Does a U.S. Company Need a GDPR European Representative?
A U.S. company collecting, processing, or storing data originating in the EU may need a GDPR European Representative if it doesn´t have a physical EU presence.
Most U.S. companies that collect, process, or store data originating in the European Union are aware of the need to comply with the EU´s General Data Protection Regulation (GDPR). However, companies that do not have a physical presence in the EU (i.e. a corporate office or subsidiary) might not be aware they may also be required to appoint a GDPR European Representative.
This requirement is covered by Article 27 of GDPR, which states “Where Article 3(2) applies, the controller or processor shall designate in writing a representative in the [European] Union”. Because Article 3(2) does not apply to every scenario, and because exceptions to Article 27 exist, it can be complicated to work out whether a GDPR European Representative is required or not.
What Article 3(2) Says and Exceptions to Article 27
Article 3(2) says – “This Regulation [GDPR] applies to the processing of personal data of data subjects who are in the Union by a controller or processor not established in the Union, where the processing activities are related to:
(a) the offering of goods or services, irrespective of whether a payment of the data subject is required, to such data subjects in the Union, or
(b) the monitoring of their behavior as far as their behavior takes place in the Union.”
This clause covers most uses of EU data sets, but there are exceptions. For example, if a U.S. company was collecting or processing data relating to EU citizen´s travel habits outside of Europe for research purposes, the company would not be subject to GDPR regulations – provided any non-anonymized data was not later sold to a travel company for marketing purposes.
With regards to the requirement to appoint a GDPR European Representative, Article 27 does not apply to public authorities or “processing which is occasional and does not include on a large scale processing of special categories of data […] or processing of personal data relating to criminal convictions […], and is unlikely to result in a risk to the rights and freedoms of natural persons, taking into account the nature, context, scope and purposes of the processing”.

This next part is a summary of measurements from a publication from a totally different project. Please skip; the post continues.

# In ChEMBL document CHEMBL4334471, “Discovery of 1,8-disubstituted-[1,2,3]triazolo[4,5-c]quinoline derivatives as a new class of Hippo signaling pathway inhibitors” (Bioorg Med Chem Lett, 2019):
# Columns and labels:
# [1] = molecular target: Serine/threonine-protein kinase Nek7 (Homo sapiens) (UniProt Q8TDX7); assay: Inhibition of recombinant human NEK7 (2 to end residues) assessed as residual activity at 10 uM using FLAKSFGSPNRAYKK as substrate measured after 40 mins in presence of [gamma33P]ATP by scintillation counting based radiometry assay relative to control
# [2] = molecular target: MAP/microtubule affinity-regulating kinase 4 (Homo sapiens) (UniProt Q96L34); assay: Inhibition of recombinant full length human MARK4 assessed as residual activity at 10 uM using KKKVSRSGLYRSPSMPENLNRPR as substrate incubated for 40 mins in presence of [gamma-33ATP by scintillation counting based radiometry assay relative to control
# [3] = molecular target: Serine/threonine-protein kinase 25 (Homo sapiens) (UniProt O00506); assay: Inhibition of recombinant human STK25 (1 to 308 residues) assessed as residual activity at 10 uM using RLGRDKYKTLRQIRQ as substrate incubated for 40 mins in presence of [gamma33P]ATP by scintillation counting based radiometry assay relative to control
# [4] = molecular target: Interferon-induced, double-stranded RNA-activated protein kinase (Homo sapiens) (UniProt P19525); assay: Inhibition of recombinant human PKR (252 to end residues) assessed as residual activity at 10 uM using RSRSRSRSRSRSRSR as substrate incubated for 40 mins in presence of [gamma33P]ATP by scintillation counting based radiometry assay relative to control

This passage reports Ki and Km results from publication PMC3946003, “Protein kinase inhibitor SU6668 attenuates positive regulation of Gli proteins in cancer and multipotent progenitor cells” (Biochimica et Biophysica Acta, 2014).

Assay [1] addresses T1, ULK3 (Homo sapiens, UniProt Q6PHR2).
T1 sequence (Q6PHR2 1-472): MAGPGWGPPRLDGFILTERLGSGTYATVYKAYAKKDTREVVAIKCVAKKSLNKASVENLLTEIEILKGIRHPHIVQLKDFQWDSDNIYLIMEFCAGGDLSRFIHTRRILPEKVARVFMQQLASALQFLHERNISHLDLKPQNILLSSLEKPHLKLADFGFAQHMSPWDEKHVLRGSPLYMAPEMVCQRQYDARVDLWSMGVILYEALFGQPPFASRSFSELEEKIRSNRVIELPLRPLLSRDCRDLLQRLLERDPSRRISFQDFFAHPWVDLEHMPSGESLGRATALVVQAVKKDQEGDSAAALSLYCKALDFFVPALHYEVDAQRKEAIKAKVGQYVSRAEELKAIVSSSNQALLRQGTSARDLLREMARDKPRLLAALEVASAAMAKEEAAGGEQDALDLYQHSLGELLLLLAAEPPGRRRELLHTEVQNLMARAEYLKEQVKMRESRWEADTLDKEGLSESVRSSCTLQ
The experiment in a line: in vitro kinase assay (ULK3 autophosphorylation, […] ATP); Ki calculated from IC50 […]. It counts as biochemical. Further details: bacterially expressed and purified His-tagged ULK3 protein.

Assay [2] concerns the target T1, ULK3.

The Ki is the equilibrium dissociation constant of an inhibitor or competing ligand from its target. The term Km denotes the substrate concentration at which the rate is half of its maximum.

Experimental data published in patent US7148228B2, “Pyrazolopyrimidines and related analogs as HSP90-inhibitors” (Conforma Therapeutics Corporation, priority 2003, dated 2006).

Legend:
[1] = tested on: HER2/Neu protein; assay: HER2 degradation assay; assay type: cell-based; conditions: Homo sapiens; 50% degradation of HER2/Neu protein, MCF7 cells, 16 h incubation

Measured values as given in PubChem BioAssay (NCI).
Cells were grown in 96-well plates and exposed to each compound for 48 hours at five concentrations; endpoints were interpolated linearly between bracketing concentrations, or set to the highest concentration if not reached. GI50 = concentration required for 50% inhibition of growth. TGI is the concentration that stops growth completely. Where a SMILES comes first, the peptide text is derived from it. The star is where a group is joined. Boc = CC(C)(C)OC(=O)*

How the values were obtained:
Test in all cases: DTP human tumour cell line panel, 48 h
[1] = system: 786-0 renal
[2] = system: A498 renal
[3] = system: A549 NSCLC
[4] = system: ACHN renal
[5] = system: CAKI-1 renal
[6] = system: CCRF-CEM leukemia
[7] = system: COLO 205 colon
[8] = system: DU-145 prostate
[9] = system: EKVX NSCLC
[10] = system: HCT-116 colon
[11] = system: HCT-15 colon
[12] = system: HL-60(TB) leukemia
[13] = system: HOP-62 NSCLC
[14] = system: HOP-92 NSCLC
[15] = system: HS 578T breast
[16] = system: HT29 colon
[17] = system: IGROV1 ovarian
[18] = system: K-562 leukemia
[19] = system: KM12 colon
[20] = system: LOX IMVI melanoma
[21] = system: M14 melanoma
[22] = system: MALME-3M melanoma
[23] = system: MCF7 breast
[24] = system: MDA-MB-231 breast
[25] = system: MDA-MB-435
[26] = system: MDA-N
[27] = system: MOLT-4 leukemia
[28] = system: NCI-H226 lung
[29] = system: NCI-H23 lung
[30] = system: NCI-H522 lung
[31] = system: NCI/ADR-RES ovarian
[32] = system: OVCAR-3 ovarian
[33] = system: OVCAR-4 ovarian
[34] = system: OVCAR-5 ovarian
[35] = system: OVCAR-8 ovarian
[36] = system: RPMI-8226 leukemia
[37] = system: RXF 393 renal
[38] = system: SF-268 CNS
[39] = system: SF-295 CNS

To further complicate the matter, GDPR does not define what constitutes “large scale processing”. Some individual national data protection authorities have produced their own definitions, and these can range from five thousand EU subjects to five percent of the member state´s population – which in the case of Germany would amount to more than four million data subjects. For this reason it is recommended U.S. companies seek professional legal advice or appoint a European GDPR Representative voluntarily.
The Benefits of Appointing a GDPR European Representative Voluntarily
The primary benefit of appointing a GDPR European Representative voluntarily is that a non-EU organization has a point of contact through which EU citizens can exercise their GDPR rights – i.e. the right to be forgotten. This can help ensure Subject Access Requests are expedited and resolved within the one month allowed by the regulation.
Voluntarily appointing a GDPR European Representative also gives national data protection authorities a point of contact through which non-EU organizations can stay up-to-date with the latest developments or interpretations of GDPR. The representative should be given the authority to accept legal documents on the organization´s behalf, which can then be used to ensure the organization is collecting, processing, or storing data in compliance with GDPR.